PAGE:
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I'm using a large number of Redirect 301's which are suddenly failing on a new webserver.

We're in pre-production tests on the new webserver, prior to migrating the sites, but some sites are failing with 500 Internal Server Error. The content, both databases and files, are mirrored from the old to the new server, so we can test if all sites work properly.

I traced this problem to mod_alias' Redirect statement, which is used from .htaccess to redirect visitors and search engines from old content to new pages.

Apparently the Apache server requires the destination to be a full url, including protocol and hostname.

Redirect 301  /directory/  /target/                        # Not Valid
Redirect 301  /main.html   /                               # Not Valid
Redirect 301  /directory/  http://www.example.com/target/  # Valid
Redirect 301  /main.html   http://www.example.com/         # Valid

This contradicts the Apache documentation for Apache 2.2, which states:

The new URL should be an absolute URL beginning with a scheme and hostname, but a URL-path beginning with a slash may also be used, in which case the scheme and hostname of the current server will be added.

Of course I verified that we're using Apache 2.2 on both the old and the new server. The old server is a Gentoo box with Apache 2.2.11, while the new one is a RHEL 5 box with Apache 2.2.3.

The workaround would be to change all paths to full URL's, or to convert the statements to mod_rewrite rules, but I'd prefer the documented behaviour.

What are your experiences?

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4 Answers 4

The new URL should be an absolute URL beginning with a scheme and hostname before the version of apache 2.2.6

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When Redirect 301 URL-path URL-path fails, you can try RedirectMatch 301 URL-path URL-path. It worked for me on a server where Redirect without a full URL as destination was throwing 500 Internal Server error: Redirect to non-URL.

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up vote 0 down vote accepted

It appears that this behavior varies between Apache versions and distributions, and it contradicts the Apache documentation (as stated in the question). Very annoying. I could find no obvious pattern to which version supports which behaviour.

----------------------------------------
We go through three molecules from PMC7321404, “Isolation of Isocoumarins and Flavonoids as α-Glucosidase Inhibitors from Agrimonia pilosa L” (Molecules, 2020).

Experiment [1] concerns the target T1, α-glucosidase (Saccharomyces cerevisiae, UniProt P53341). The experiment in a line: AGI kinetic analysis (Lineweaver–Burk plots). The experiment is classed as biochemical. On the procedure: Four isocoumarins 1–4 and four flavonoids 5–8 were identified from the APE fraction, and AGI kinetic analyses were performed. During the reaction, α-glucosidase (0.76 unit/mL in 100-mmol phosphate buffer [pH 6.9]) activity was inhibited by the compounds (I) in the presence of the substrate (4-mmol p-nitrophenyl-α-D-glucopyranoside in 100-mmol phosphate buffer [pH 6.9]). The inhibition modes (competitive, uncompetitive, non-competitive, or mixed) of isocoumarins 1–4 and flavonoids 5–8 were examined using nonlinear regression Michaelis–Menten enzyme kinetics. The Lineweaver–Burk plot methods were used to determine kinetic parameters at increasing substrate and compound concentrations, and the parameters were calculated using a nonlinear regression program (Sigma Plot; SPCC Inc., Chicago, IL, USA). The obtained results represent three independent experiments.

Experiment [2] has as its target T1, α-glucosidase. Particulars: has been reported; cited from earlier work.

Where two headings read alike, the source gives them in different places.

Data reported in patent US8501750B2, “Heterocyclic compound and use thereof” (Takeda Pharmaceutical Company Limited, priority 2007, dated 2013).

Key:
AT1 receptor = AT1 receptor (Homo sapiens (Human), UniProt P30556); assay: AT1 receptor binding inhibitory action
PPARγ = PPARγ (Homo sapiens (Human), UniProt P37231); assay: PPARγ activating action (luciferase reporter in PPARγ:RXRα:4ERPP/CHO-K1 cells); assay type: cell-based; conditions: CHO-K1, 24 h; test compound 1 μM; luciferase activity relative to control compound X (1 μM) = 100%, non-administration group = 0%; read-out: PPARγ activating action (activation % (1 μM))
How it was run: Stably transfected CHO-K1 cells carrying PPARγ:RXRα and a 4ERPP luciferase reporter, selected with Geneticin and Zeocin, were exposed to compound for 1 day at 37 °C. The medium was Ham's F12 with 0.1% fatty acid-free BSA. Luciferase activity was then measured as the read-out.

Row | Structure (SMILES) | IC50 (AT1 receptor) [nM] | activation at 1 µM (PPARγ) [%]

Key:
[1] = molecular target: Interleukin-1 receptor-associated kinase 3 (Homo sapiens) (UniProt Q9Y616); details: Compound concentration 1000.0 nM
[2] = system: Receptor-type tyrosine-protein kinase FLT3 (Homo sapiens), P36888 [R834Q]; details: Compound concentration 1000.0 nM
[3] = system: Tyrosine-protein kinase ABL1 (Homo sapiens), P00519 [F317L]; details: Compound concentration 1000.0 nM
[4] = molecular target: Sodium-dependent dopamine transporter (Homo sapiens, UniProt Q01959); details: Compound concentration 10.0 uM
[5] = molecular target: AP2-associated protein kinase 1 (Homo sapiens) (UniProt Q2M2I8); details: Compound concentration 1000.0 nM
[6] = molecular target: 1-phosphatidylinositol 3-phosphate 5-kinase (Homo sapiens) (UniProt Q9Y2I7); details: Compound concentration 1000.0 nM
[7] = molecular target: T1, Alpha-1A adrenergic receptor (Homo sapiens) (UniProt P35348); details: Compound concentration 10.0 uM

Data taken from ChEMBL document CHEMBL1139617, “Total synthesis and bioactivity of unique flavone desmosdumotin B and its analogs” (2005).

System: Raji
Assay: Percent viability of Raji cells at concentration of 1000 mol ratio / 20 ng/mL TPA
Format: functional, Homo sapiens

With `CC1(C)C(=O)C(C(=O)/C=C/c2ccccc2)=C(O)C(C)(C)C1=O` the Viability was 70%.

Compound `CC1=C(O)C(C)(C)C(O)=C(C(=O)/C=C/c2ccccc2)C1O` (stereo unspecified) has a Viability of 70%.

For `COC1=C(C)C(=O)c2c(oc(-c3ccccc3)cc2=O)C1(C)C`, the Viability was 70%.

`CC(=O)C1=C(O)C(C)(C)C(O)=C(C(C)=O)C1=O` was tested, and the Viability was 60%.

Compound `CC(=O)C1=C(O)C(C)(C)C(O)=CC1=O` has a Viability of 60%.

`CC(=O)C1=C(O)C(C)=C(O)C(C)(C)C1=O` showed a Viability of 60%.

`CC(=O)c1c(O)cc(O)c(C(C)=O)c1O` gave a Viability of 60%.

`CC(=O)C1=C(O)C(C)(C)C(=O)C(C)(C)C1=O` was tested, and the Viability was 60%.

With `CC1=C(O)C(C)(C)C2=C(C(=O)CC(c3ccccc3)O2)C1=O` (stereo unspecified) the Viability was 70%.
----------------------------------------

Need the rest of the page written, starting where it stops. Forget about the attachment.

Rewriting all Redirects to similar RewriteRules does the trick since RewriteRules are much more versatile, but at the expense of readability.

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you have to use a redirect with the full name of the new webserver. because the new webserver is on a new server, apache on your old server can't tell were to go only by the url-path. you have to tell on which machine it is hosted when it is not the same.

you should consider another point: Will your old wevserver be shutdown some time in the future? will your new server take over the dns name of the old one?

perhaps you should think about just changing dns after migrating all website to the new server.

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I should have clarified that I'm not using Redirect to point from the old server to the new. The content has been mirrored to the new server and once done we will switch DNS to the new one. The problem just appeared when testing the server in pre-production, with the mirrored content. –  Martijn Heemels Jan 12 '10 at 11:00
    
have you checked that on the new server scheme and hostname are set right (i guess some temporary dns name for testing), so apache uses the right ones when doing the redirect? does the apache error log give some hints? –  Christian Jan 12 '10 at 11:11
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